I also have difficulty in understanding the reasons for adding other nations, such as other former Soviet Republics, to the ABM Treaty. Multilateralizing the Treaty will make it harder to amend and adjust it in order to accomplish the purposes President Yeltsin set out in 1992. The original purpose of the ABM Treaty was to prevent a Soviet ABM deployment that would endanger our ability to retaliate following a Soviet counterforce strike against the U.S. We fear no such a striko fron, e.g., Byelorus. I see no reason why we are noving to make it harder to adjust the Treaty to the post-cold-war era rather than easier.

Finally, I am quite disappointed that the administration's defense budget for 1997 delays and cuts the funding for the theater and national BMD prograns that congress has called for. I am sympathetic with the dilemma faced by the senior leaders of the Defense Department as they were forced to set priorities anong BMD prograns, given the fact that the funds available for defense procurement overall were less than two-thirds of the sustaining level of approximately $60 billion that was needed. The problem is not so much, in ay view, the choices that the Defense Department leadership nade in the face of these fiscal constraints. It is the constraints thenselves.

Any overall assessment of the risks and needs facing the United States should, in ay judgment, indicate the primary importance of a vigorous progran for theater defenses (Navy Upper Tier and THAAD) and also the importance of a sound prograi to nove toward some type of national defense (coupled with a diplomatic effort to increase, not decrease, the flexibility in the ABM Treaty). I would personally put the top priority at the present time on the theater defense programs, in addition to the shorter-range systems that are already being pursued. The reasons are set forth very well in last year's report by the Heritage Foundation, "Defending Anerica." In general, much of the work on theater systems, particularly in connection with space-based sensors, is also relevant to national defenses.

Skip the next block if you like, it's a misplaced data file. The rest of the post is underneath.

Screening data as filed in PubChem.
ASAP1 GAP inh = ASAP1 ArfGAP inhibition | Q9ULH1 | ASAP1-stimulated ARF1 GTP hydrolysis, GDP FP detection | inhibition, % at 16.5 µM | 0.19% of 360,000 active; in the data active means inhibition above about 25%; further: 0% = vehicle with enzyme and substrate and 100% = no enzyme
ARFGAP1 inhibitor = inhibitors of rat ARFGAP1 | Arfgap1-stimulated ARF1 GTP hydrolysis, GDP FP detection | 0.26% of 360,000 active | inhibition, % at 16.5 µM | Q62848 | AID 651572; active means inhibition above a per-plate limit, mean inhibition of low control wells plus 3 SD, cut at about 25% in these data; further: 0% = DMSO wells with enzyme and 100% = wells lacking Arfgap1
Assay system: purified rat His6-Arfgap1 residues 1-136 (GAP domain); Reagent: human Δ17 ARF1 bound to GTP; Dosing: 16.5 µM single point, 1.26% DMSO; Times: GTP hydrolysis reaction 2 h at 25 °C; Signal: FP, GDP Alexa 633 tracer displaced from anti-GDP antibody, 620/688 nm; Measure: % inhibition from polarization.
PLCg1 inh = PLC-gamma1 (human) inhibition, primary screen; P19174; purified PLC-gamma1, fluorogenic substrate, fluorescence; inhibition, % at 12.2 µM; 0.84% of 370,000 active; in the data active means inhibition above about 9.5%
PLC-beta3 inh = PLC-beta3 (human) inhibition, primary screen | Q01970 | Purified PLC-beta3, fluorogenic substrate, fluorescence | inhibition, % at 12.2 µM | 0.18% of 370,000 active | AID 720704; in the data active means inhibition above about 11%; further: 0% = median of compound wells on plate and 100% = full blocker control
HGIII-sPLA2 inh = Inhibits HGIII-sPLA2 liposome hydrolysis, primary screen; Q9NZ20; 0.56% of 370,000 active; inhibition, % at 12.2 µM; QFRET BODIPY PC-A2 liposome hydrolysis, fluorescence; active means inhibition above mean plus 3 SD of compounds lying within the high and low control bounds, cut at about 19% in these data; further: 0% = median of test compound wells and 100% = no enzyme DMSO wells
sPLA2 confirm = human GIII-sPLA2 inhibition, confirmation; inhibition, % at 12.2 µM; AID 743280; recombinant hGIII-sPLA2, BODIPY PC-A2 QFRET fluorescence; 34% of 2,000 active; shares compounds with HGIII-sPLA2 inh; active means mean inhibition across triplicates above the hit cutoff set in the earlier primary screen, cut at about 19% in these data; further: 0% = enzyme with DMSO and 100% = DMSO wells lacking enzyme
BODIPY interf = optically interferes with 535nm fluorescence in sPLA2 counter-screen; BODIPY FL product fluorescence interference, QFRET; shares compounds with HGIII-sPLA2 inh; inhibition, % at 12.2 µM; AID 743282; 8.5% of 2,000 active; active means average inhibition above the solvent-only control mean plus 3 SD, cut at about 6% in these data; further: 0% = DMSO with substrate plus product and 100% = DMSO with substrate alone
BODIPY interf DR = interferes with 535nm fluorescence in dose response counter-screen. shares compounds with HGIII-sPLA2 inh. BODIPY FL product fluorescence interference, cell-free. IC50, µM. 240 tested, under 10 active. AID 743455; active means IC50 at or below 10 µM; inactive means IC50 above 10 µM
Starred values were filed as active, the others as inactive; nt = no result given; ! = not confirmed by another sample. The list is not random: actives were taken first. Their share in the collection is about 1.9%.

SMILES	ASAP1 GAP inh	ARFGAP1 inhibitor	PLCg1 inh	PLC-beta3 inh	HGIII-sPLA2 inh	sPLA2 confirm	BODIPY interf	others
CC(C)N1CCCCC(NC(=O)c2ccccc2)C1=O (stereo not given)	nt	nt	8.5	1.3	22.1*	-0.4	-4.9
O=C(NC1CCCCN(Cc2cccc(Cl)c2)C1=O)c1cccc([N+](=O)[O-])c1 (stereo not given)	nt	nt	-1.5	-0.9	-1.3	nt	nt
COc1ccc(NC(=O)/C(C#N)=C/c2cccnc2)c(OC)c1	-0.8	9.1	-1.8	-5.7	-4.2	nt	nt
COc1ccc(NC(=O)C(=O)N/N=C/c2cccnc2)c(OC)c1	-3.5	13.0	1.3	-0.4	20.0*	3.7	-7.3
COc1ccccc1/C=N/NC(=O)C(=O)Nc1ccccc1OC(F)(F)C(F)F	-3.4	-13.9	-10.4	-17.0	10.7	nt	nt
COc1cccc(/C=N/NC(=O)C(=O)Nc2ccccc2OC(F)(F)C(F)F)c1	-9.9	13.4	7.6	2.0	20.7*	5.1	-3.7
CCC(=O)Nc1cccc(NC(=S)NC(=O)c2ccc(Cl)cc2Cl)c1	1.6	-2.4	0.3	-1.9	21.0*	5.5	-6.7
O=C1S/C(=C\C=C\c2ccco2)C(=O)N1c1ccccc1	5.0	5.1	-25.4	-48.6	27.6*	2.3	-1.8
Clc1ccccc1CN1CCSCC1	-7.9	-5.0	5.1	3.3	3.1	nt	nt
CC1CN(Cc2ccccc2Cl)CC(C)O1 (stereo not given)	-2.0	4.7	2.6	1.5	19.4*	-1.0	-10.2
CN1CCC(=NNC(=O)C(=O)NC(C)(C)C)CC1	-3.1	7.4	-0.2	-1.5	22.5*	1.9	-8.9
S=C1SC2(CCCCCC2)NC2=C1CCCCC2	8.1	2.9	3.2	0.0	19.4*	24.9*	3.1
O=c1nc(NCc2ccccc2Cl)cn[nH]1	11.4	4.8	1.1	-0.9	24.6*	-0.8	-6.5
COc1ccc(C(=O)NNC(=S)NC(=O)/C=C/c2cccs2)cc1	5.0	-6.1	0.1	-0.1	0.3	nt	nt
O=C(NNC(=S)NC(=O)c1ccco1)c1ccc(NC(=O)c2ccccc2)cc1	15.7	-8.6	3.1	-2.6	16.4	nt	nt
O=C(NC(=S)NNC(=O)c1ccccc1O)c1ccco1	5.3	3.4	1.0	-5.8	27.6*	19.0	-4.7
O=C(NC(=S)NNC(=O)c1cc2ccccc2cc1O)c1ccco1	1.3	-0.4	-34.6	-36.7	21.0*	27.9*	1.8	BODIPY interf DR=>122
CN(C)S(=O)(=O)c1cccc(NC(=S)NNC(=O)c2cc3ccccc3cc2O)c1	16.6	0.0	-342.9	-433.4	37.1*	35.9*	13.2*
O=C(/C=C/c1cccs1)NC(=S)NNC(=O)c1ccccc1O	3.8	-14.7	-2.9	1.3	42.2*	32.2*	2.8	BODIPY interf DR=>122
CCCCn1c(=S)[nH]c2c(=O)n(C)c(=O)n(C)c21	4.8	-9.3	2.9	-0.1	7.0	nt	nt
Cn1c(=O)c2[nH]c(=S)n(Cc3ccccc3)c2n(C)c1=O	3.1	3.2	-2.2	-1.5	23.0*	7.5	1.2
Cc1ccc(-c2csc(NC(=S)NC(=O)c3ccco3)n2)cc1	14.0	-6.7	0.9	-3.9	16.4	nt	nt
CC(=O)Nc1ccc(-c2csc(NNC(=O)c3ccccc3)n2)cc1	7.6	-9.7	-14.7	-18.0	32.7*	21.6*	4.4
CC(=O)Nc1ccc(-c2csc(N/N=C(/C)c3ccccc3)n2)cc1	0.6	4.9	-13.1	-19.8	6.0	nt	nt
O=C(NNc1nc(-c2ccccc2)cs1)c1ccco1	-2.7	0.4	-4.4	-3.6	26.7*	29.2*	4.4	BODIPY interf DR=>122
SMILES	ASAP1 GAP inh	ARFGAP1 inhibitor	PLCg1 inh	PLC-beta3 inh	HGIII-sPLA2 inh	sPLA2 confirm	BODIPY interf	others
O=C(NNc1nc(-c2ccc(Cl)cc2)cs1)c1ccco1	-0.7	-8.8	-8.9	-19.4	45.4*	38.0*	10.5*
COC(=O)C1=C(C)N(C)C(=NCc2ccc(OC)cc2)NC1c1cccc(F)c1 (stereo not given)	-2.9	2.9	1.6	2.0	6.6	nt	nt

I would defer for the time being the question whether we should consider withdrawing fron the ABM Treaty. I believe that, with an appropriately fin negotiating approach to the Russians and with adequate funding for our own BMD prograus, we should be able to accomaodate our needs within the Treaty for sone tine if it is appropriately interpreted and, possibly, modified.

In 1992 we explored seriously with the Russians how we night nove toward linited national defenses cooperatively with the so that both countries could be defended froi a wide range of ballistic nissile threats. With any reasonable Russian government, this approach should eventually bear fruit. Por example, if we could reach agreenent on returning to the ABM Treaty's original 1972 fon (penitting two sites, not one, in each country), a thin national defense against nost threats other than a large attack by Russia would be made substantially easier. As part of a combined approach we night be willing to supply the Russians, as well as other nations, with data from our spacebased sensors such as Brilliant Eyes. This would substantially enhance the performance of their theater defense systems. Such a combined approach of treaty modification and cooperative


programs would give us a few more years to assess the direction in which we want to move over the long run.

One final point. The Russians should be made aware that we expect them to be reasonable and that particularly their international conduct and military programs will be weighed by us as we make our long-term decisions about our approach toward the Treaty and cooperative programs. We have no reason to be hesitant to make clear to the Russian government what American needs and desires are. We are dealing from a position of strength. It was our cold-war adversaries' political and economic system that has been cast onto the ash-heap of history, not ours.

Thank you, Mr. Chairman.